• Using FAIR to select data for reuse

    This paper got published in July already, but I had not had the time yet to blog about this exciting work by Irini Furxhi and Ammar Ammar: A data reusability assessment in the nanosafety domain based on the NSDRA framework followed by an exploratory quantitative structure activity relationships (QSAR) modeling targeting cellular viability (doi:10.1016/j.impact.2023.100475)
  • Making BridgeDb Derby files with Groovy

    I just want to drop this here. There are various ways to make BridgeDb identifier mapping files. Some of the tools predate my joining the BiGCaT research group and the BridgeDb project, but this Groovy page is basically what we have been using to create the metabolite identifier mapping databases:
  • American Chemical Society Fall 2023 meeting

    About four weeks ago the Fall 2023 American Chemical Society meeting (#ACSFall2023). I have attended a few ACS meetings in person and even organized a symposium at the 2010 ACS meeting in Boston. This time too, I did not participate in person, tho visiting San Francisco again would have been nice. I gave two presentations (slides doi:10.5281/zenodo.8255394), but have not uploaded my slides of the first presentation to Zenodo yet.
  • Last post there / the Freebie model online

    This is my last post on blogger.com. At least, that is the plan. It has been a great 18 years. I like to thank the owners of blogger.com and Google later for providing this service. I am continuing the chem-bla-ics on a new domain: https://chem-bla-ics.linkedchemistry.info/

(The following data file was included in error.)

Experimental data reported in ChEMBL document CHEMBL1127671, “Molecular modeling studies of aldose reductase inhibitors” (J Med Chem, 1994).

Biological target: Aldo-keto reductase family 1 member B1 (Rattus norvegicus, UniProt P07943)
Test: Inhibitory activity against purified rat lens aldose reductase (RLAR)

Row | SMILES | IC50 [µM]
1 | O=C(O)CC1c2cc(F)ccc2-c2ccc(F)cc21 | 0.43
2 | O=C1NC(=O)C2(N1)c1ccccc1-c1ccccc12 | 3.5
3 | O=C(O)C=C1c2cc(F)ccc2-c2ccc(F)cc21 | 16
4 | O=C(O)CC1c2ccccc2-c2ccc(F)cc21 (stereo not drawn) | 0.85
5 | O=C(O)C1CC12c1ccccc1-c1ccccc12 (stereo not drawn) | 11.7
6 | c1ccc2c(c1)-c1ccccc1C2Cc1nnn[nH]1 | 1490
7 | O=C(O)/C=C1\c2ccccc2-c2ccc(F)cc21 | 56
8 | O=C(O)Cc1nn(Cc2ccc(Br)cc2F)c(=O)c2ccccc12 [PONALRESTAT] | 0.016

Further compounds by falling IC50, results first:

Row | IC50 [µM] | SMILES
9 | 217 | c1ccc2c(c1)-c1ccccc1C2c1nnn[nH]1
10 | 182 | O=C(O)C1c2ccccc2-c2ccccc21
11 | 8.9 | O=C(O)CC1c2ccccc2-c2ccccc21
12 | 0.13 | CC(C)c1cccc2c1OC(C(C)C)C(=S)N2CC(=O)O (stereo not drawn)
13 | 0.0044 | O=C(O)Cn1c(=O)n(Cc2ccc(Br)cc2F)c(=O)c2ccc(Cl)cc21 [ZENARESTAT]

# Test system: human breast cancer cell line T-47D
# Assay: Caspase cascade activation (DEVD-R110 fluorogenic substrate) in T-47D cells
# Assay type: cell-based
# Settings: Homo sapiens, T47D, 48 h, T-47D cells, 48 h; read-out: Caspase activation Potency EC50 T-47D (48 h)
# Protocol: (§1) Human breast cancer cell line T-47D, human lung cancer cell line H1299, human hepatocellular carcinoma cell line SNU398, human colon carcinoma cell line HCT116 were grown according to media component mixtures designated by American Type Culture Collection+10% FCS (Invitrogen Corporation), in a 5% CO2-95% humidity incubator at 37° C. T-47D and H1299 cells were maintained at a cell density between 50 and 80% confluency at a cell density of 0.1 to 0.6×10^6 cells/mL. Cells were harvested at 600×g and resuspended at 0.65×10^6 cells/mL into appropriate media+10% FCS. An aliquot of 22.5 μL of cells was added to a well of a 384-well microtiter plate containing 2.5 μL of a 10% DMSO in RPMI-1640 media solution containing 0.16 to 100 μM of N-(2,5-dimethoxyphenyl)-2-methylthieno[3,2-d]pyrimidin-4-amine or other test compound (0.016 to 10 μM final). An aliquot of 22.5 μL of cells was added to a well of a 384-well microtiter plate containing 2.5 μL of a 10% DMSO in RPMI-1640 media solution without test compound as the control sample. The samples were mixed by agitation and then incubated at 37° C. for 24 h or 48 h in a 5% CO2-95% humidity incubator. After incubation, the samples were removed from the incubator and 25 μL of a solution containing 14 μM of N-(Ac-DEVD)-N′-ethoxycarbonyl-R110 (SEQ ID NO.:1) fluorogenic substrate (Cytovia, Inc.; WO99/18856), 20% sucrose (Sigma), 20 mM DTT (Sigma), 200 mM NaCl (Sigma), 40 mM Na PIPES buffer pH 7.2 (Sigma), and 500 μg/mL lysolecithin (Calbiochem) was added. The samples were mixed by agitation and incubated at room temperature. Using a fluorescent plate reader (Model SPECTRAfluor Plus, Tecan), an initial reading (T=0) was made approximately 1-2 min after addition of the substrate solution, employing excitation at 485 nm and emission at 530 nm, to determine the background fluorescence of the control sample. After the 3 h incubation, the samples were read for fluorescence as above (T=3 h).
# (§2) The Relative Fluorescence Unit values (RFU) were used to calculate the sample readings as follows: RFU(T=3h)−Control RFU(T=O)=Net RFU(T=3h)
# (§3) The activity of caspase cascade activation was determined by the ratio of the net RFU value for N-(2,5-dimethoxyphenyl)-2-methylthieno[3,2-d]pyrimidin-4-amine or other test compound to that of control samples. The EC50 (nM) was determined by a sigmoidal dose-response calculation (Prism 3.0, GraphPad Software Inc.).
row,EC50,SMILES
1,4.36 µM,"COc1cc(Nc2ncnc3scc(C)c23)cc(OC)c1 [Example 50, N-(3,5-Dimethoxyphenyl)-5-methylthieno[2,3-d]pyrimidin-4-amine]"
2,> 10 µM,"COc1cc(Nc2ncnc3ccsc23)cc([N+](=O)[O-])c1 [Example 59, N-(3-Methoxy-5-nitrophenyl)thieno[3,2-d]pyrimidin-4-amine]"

• Boiling points in Wikidata

    Some days ago, I started added boiling points to Wikidata, referenced from Basic Laboratory and Industrial Chemicals (wikidata:Q22236188), David R. Lide’s ‘a CRC quick reference handbook’ from 1993 (well, the edition I have). But Wikidata wants pressure (wikidata:P2077) info at which the boiling point (wikidata:P2102) was measured. Rightfully so. But I had not added those yet, because it slows me and can be automated with QuickStatements.
  • History, provenance, detail

    Just a quick note: I just love the level of detail Wikidata allows us to use. One of the marvels is the practices of named as, which can be used in statements for subject and objects. The notion and importance here is that things are referred to in different ways, and these properties allows us to link the interpretation with the source. For example, Max Born’s seminal work Zur Quantenmechanik (doi:10.1007/BF01328531) uses a very short notation to cite other literature, as footnotes, and DOIs did not exist yet.
  • Blog planets: blogging about Debian, GNOME, Wikimedia, FSFE, and many more

    I am still an avid user of RSS/Atom feeds. I use Feedly daily, partly because of their easy to use app. My blog is part of Planet RDF, a blog planet. Blog planets aggregate blogs from many people around a certain topic. It’s like a forum, but open, free, community driven. It’s exactly what the web should be.